Katie is a 30-year old personal trainer I’ve trained with for several years. She also teaches a boot camp class at an athletic club and volunteers her time in the public schools leading an after school fitness program. Her dedication to her clients and profession has always impressed me.

Lia: How long have you been a personal trainer and why did you choose this profession?
Katie: I’ve been training for almost a decade. I never planned on becoming a personal trainer. I always loved exercising, but I never knew I could make a career out of it until I started working at a gym while finishing my undergrad degree. What a revelation! I finished school, signed up for courses in anatomy, biomechanics, etc. and I was on my way. I feel very lucky to have found a career that allows me to feel inspired, rewarded and happy while getting to help people. It’s perfect!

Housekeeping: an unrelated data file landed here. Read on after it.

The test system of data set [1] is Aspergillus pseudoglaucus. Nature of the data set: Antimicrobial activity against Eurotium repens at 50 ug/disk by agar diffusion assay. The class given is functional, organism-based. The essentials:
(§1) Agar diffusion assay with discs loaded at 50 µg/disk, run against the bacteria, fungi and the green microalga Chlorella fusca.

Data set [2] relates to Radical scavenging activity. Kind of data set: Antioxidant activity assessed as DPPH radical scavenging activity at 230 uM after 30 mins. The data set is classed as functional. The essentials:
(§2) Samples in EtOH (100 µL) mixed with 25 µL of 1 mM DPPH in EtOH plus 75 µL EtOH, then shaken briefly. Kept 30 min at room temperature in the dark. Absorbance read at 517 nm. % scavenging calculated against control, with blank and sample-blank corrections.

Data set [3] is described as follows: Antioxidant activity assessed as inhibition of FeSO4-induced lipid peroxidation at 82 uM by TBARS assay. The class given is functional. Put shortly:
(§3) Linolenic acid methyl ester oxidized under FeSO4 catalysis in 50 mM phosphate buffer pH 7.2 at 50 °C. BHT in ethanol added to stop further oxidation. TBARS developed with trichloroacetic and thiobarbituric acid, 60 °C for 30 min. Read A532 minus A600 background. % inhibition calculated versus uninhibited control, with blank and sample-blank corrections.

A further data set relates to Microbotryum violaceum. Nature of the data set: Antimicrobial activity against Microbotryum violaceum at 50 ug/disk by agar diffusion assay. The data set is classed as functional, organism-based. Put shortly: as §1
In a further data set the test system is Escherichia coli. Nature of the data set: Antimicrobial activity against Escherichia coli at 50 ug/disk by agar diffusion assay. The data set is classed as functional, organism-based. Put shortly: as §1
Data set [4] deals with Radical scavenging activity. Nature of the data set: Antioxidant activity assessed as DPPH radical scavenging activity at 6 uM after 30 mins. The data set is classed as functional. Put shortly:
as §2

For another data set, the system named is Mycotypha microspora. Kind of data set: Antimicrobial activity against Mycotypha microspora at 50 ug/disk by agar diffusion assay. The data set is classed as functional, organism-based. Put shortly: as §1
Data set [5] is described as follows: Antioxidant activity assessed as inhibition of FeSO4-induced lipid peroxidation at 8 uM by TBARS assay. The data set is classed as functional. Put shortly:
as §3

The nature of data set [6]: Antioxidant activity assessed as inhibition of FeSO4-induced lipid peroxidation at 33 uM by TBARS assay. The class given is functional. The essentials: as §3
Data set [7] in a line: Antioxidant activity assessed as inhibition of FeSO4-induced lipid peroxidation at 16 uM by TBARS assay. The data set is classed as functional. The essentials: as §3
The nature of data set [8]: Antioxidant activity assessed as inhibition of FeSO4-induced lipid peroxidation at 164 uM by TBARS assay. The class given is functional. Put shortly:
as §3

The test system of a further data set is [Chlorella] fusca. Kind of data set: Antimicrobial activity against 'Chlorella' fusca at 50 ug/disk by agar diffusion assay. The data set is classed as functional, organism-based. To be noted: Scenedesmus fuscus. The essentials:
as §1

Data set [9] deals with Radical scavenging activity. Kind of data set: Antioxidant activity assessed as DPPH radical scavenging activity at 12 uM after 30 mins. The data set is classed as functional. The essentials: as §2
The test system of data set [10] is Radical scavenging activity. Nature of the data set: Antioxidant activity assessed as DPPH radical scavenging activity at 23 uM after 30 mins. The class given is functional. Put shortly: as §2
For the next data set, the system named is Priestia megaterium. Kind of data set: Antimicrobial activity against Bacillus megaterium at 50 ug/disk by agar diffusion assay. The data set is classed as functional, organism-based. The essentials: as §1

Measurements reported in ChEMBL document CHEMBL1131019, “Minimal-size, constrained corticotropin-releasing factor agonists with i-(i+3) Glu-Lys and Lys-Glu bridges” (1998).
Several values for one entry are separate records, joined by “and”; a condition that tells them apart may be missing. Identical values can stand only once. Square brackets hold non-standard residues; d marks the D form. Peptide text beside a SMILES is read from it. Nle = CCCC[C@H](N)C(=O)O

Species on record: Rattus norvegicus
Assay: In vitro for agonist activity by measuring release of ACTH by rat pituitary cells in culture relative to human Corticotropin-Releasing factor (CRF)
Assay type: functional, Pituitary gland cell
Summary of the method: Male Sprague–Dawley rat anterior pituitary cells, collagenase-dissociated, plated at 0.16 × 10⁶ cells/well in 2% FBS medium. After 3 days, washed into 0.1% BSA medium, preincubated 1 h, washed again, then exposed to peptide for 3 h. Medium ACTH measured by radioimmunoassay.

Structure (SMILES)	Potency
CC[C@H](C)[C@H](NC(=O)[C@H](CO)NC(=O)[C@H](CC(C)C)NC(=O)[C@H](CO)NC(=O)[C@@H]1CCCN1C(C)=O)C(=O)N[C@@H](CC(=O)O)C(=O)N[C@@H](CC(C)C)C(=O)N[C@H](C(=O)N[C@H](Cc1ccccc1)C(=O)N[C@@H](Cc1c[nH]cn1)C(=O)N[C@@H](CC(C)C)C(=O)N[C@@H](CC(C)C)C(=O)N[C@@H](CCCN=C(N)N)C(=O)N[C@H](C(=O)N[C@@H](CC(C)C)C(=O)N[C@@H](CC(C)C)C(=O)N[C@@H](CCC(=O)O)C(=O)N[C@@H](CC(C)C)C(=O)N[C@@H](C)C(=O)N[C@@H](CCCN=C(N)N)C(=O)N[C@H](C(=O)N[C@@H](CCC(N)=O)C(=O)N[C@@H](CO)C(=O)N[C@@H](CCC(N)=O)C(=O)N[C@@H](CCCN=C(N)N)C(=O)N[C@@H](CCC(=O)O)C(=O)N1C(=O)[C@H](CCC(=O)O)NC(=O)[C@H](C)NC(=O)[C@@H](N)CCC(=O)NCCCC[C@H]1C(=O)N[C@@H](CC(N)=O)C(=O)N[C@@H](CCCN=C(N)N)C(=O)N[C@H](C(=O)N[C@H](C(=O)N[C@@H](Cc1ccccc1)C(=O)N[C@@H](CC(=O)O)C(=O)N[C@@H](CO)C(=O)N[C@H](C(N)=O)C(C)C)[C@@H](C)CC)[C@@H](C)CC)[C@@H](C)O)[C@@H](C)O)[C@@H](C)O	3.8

Lia: What types of credentials and other things should people look for when they hire a personal trainer or consider if they’re currently working with one?